Negotiating is not the easiest thing to do and sometimes it can seem as if negotiating with suppliers is far from easy; so if you are new to the world of negotiating then it may be worth taking some time to go through just what you should and shouldn’t do when you are negotiating with suppliers…..

1. First of all it is important to set yourself some goals for the negotiating before you even enter into the negotiations. If you don’t have any clear goals then it will be hard for you to negotiate effectively. Goals will help give your negotiations a focus and also act as a strategy for the negotiations. So take time to figure out exactly what the process will be if it is successful; what will you and your company take away from the negotiations?
2. One thing that you should try to do is to look at the negotiations from the perspective of the supplier. If you were the supplier, what would you want from the negotiations? What would be satisfactory for you? What would be fantastic for you and what would be an insult to your business? Looking at things from the perspective of the supplier really helps you to get a good rounded look at what the negotiating process will involve and what both parties will be looking for. It does take time to do it, but it is worth it in the end.
3. It is also helpful to make a list of priorities and identify before the negotiations which you will be prepared to relax and which will be required to clinch the deal.
4. Consider who you are negotiating with – is it a decision maker? Or will they have to take this to their manager? Knowing who makes the decisions is vital in supplier negotiation.
5. Forget the old days when negotiating was done with a stick and the supplier was seen as very much the inferior partner. Now the emphasis is very much on establishing mutually beneficial relationships that can be helpful to you both. Of course you’ll come across a range of suppliers – and you’ll need tactics to cover each (consider our article on How to deal with difficult suppleirs). So treat the supplier with some respect and they are more likely to respect you.
6. Do not try to keep all the information secret. You will be expected to share some information with your suppliers. This could be about expected or anticipated demand, it could be about future expansion plans etc; but if you shroud the whole process of negotiation in secrecy, then you will not get very far. Consider how an Open book policy with your supplier may assist you in achieving your aims.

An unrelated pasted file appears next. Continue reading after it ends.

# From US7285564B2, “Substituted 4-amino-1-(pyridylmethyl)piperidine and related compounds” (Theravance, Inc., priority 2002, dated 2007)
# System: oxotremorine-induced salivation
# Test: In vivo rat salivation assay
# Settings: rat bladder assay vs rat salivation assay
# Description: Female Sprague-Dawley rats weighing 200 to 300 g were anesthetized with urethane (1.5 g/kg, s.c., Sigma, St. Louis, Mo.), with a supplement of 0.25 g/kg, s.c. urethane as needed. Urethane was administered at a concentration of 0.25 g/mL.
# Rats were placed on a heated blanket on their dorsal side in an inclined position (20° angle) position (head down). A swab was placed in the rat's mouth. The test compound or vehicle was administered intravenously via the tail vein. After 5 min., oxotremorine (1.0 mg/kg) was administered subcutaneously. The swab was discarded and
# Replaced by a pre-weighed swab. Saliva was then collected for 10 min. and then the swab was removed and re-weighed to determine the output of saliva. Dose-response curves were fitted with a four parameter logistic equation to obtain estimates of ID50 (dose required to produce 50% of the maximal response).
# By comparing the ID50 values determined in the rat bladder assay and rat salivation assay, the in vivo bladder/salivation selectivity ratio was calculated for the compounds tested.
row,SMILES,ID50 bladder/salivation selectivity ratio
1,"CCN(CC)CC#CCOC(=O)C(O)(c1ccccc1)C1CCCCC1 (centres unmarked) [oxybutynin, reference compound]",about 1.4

7. Conversely, take care not to simply share ALL your sensitive information and data with suppliers! You have to find a balance between being relatively open and not leaving yourself too vulnerable. This is quite difficult and to some extent will rely on your experience and business acumen to know just how much you can share and what should be kept secret.
8. Do not get too hung up on price. Price is a really important issue, but you are seeking to establish a good relationship with the supplier, so you need to think about other things, apart from price. Quality and reliability are as important as price. Often if you buy things ‘cheap’ they can cost you plenty, if they are not fit for purpose, so give due consideration to the issues of quality and reliability.
9. When negotiating with suppliers pay particular heed to how they can help you when things go wrong and indeed whether they will help you. Often the best suppliers are those who will really pull all the stops out to assist when everything is going wrong. So find out just how much emphasis they put on customer care. If they don’t care about their customers then there is no point carrying out the negotiations any further; just walk away.
10. The final point in any negotiating process is simply to be persistent and try to reach a deal that is mutually satisfactory to you both and in that way, the best possible outcome is probably within your grasp; Congratulations!

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